Squeezing mortgage holders cannot go on
Published 21/07/2015 | 02:30
Even the rating agency Fitch says that reducing the burden on the most hard-pressed Irish mortgage payers who are stuck with standard variable rate home loans would be a boon, not just to borrowers, but to lenders.
A report issued by the agency points out that easing up on Irish borrowers - who we know are paying the highest interest rates in the eurozone - would actually improve the chances of banks getting their money back.
AIB isn't the most expensive bank and it has reduced rates slightly, but a deal yesterday, whereby it borrowed on the bond market at a cost of just 0.663pc a year, illustrates just how divorced the rates charged by banks are from their cost of funds.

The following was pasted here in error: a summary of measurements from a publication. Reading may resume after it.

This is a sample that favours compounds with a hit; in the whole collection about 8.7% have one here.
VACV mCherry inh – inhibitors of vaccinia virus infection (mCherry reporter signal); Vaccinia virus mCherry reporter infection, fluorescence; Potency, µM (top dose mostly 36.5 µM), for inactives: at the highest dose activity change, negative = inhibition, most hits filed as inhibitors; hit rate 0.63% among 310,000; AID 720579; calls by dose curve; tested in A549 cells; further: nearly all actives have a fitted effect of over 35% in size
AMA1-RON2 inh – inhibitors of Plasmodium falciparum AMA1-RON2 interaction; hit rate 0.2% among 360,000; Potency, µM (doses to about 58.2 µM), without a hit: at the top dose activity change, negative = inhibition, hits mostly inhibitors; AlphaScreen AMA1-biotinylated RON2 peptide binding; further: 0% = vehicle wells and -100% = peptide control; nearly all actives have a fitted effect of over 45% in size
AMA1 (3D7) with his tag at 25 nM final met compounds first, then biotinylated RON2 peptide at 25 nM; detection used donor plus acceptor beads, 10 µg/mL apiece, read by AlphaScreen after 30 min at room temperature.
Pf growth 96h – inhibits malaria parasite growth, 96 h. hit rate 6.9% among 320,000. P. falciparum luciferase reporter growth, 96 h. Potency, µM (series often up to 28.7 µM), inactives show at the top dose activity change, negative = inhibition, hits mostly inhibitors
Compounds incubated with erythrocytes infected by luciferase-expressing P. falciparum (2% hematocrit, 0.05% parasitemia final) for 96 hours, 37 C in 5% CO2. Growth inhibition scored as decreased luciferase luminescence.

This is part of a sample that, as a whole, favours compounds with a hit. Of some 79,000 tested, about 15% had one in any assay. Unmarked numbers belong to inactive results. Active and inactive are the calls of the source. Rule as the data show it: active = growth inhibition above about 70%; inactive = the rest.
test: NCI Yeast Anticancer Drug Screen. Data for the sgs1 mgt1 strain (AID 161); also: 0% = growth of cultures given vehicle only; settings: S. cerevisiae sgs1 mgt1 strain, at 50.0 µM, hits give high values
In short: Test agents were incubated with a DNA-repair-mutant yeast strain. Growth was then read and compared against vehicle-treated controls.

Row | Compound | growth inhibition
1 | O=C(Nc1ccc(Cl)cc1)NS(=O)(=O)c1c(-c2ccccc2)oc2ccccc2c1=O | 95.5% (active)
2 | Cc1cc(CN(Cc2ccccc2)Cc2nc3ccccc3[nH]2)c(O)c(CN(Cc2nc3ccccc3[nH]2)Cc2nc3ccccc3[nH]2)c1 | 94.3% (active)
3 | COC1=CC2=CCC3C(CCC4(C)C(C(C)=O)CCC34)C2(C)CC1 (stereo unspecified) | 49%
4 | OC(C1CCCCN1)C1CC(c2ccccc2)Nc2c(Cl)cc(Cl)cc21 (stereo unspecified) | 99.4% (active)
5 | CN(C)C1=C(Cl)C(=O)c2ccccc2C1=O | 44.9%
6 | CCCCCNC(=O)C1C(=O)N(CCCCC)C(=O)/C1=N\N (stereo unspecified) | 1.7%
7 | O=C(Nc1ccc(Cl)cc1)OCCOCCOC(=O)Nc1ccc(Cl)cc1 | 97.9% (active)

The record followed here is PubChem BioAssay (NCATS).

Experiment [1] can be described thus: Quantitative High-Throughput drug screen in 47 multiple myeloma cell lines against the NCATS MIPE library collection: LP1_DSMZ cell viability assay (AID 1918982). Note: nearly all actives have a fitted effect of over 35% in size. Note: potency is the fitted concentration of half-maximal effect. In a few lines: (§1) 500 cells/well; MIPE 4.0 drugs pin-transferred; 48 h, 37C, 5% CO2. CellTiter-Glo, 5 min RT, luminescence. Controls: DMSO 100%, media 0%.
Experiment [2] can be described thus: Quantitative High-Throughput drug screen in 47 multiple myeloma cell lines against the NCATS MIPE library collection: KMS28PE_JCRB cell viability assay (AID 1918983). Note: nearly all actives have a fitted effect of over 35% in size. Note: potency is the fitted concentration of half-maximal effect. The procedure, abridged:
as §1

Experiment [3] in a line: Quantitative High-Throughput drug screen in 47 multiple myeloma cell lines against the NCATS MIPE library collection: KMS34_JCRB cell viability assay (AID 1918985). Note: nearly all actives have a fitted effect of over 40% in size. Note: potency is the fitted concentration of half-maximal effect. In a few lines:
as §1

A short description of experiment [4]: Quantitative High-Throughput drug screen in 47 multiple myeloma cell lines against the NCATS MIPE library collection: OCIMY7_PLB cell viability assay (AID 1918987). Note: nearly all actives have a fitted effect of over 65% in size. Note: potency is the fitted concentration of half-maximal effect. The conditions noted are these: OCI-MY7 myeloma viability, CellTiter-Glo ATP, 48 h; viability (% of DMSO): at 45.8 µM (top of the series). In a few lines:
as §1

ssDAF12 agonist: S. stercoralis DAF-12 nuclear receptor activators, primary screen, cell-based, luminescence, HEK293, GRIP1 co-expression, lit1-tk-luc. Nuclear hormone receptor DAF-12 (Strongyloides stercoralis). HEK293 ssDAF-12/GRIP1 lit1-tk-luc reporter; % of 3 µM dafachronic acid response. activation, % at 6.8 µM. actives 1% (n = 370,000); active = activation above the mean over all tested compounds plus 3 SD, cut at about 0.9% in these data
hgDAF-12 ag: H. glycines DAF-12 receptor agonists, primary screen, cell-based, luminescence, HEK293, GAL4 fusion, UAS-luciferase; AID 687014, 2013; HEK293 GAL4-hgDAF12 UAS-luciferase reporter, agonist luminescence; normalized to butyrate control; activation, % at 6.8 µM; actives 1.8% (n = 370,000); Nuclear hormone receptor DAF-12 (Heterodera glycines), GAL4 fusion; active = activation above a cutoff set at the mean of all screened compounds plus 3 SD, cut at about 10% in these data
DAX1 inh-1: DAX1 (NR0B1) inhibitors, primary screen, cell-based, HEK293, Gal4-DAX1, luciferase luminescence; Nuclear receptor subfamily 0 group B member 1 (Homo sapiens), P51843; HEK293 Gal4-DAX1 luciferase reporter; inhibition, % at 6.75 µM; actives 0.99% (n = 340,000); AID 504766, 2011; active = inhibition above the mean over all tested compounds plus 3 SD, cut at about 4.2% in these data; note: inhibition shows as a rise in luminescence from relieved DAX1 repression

The AIB deal was secured on the mortgages of customers who pay multiples of what the bank pays its lenders.
Fitch had previously warned against bringing in a law to cap mortgage rates, but yesterday it said that making home loans more affordable would reduce the level of debt distress and therefore improve the chances that lenders get their money back. It's common sense, but in high finance that can be a rarity.